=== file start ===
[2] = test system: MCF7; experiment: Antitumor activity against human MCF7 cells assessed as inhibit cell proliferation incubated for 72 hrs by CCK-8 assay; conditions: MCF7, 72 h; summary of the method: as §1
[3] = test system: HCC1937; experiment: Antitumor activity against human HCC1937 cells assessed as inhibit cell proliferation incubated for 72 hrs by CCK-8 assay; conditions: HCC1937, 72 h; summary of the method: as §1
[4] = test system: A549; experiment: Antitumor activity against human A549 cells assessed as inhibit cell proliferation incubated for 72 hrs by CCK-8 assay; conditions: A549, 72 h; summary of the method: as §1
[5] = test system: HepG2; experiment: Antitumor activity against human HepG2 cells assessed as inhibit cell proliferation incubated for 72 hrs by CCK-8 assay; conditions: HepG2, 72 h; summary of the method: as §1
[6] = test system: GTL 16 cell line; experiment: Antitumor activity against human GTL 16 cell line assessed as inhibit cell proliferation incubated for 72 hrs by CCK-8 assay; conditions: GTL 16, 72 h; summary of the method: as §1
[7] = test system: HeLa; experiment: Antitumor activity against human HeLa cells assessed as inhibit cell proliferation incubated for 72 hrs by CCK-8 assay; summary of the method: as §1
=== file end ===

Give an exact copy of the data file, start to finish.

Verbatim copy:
[2] = test system: MCF7; experiment: Antitumor activity against human MCF7 cells assessed as inhibit cell proliferation incubated for 72 hrs by CCK-8 assay; conditions: MCF7, 72 h; summary of the method: as §1
[3] = test system: HCC1937; experiment: Antitumor activity against human HCC1937 cells assessed as inhibit cell proliferation incubated for 72 hrs by CCK-8 assay; conditions: HCC1937, 72 h; summary of the method: as §1
[4] = test system: A549; experiment: Antitumor activity against human A549 cells assessed as inhibit cell proliferation incubated for 72 hrs by CCK-8 assay; conditions: A549, 72 h; summary of the method: as §1
[5] = test system: HepG2; experiment: Antitumor activity against human HepG2 cells assessed as inhibit cell proliferation incubated for 72 hrs by CCK-8 assay; conditions: HepG2, 72 h; summary of the method: as §1
[6] = test system: GTL 16 cell line; experiment: Antitumor activity against human GTL 16 cell line assessed as inhibit cell proliferation incubated for 72 hrs by CCK-8 assay; conditions: GTL 16, 72 h; summary of the method: as §1
[7] = test system: HeLa; experiment: Antitumor activity against human HeLa cells assessed as inhibit cell proliferation incubated for 72 hrs by CCK-8 assay; summary of the method: as §1